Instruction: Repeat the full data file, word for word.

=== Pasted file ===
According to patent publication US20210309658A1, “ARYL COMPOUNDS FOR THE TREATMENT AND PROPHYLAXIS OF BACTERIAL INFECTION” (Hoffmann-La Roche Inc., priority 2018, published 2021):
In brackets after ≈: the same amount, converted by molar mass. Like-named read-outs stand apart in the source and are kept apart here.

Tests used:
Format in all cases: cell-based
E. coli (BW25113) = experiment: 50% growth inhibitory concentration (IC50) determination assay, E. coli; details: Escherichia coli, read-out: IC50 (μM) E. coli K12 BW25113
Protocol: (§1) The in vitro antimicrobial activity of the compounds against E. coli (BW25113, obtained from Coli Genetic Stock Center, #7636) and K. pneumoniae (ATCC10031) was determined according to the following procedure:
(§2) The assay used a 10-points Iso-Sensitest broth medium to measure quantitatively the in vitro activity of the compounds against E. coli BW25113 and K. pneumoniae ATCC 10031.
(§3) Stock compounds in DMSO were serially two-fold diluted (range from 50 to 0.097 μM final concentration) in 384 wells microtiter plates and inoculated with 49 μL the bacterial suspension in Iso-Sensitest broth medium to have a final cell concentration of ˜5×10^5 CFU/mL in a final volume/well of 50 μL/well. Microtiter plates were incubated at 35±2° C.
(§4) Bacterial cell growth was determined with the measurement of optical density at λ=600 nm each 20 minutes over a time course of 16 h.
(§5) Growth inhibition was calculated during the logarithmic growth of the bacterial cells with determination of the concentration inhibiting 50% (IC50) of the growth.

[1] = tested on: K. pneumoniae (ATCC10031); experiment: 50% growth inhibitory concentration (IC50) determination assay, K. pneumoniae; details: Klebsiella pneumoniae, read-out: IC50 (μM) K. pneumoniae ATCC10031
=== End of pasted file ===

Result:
According to patent publication US20210309658A1, “ARYL COMPOUNDS FOR THE TREATMENT AND PROPHYLAXIS OF BACTERIAL INFECTION” (Hoffmann-La Roche Inc., priority 2018, published 2021):
In brackets after ≈: the same amount, converted by molar mass. Like-named read-outs stand apart in the source and are kept apart here.

Tests used:
Format in all cases: cell-based
E. coli (BW25113) = experiment: 50% growth inhibitory concentration (IC50) determination assay, E. coli; details: Escherichia coli, read-out: IC50 (μM) E. coli K12 BW25113
Protocol: (§1) The in vitro antimicrobial activity of the compounds against E. coli (BW25113, obtained from Coli Genetic Stock Center, #7636) and K. pneumoniae (ATCC10031) was determined according to the following procedure:
(§2) The assay used a 10-points Iso-Sensitest broth medium to measure quantitatively the in vitro activity of the compounds against E. coli BW25113 and K. pneumoniae ATCC 10031.
(§3) Stock compounds in DMSO were serially two-fold diluted (range from 50 to 0.097 μM final concentration) in 384 wells microtiter plates and inoculated with 49 μL the bacterial suspension in Iso-Sensitest broth medium to have a final cell concentration of ˜5×10^5 CFU/mL in a final volume/well of 50 μL/well. Microtiter plates were incubated at 35±2° C.
(§4) Bacterial cell growth was determined with the measurement of optical density at λ=600 nm each 20 minutes over a time course of 16 h.
(§5) Growth inhibition was calculated during the logarithmic growth of the bacterial cells with determination of the concentration inhibiting 50% (IC50) of the growth.

[1] = tested on: K. pneumoniae (ATCC10031); experiment: 50% growth inhibitory concentration (IC50) determination assay, K. pneumoniae; details: Klebsiella pneumoniae, read-out: IC50 (μM) K. pneumoniae ATCC10031